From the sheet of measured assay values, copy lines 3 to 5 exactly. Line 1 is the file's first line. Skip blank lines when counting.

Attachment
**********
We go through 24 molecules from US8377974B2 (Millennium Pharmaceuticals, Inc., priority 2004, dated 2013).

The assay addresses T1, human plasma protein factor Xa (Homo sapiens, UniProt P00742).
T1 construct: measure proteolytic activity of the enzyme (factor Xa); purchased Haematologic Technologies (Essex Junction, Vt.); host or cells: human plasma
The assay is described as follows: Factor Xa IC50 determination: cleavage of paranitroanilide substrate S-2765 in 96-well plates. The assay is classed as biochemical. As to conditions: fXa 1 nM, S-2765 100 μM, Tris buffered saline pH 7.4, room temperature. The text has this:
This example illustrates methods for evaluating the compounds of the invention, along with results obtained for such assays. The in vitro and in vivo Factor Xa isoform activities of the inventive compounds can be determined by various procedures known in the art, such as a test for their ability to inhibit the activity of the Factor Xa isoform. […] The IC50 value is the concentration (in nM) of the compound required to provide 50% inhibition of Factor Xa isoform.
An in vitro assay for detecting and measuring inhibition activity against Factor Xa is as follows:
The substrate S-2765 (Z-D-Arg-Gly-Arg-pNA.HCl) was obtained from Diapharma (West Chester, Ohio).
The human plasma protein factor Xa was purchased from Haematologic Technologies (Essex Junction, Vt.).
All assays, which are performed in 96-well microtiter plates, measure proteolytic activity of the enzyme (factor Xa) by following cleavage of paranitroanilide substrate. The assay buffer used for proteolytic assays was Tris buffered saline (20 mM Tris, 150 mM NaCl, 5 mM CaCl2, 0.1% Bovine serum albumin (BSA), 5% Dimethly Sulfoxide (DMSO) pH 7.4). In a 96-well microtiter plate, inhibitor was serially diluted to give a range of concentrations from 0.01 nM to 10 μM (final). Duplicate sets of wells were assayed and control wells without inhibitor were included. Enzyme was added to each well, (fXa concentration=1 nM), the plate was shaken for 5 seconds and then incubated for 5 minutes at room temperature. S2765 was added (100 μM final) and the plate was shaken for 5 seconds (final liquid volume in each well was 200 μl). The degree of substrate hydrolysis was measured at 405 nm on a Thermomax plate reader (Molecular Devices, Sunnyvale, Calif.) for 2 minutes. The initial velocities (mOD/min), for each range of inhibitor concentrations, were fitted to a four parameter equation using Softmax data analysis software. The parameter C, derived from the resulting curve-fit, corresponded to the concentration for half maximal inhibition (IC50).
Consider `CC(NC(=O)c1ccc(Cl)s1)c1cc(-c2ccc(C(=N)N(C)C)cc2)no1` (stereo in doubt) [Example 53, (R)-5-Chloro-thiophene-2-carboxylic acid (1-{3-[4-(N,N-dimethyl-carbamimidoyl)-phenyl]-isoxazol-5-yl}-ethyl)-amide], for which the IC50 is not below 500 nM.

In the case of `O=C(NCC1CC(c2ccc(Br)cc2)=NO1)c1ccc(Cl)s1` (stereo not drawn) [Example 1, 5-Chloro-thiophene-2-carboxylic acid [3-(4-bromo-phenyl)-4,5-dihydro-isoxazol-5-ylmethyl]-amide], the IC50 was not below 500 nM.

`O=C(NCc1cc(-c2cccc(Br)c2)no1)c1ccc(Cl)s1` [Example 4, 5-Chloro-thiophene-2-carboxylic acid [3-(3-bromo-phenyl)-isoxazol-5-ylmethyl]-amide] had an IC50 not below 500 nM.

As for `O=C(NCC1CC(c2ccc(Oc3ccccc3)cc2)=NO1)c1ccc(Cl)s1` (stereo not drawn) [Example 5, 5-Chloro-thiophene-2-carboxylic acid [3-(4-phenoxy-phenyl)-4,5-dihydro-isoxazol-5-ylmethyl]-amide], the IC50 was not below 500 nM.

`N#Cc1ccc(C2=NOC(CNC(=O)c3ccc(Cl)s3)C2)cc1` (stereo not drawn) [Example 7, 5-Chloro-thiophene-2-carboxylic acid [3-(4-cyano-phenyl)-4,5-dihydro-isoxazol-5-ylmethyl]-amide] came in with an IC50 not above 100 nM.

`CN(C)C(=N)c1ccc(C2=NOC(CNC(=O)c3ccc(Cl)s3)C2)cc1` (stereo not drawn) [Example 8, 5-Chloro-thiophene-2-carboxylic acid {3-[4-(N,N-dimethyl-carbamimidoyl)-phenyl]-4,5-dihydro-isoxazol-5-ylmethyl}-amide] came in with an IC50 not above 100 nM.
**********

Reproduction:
T1 construct: measure proteolytic activity of the enzyme (factor Xa); purchased Haematologic Technologies (Essex Junction, Vt.); host or cells: human plasma
The assay is described as follows: Factor Xa IC50 determination: cleavage of paranitroanilide substrate S-2765 in 96-well plates. The assay is classed as biochemical. As to conditions: fXa 1 nM, S-2765 100 μM, Tris buffered saline pH 7.4, room temperature. The text has this:
This example illustrates methods for evaluating the compounds of the invention, along with results obtained for such assays. The in vitro and in vivo Factor Xa isoform activities of the inventive compounds can be determined by various procedures known in the art, such as a test for their ability to inhibit the activity of the Factor Xa isoform. […] The IC50 value is the concentration (in nM) of the compound required to provide 50% inhibition of Factor Xa isoform.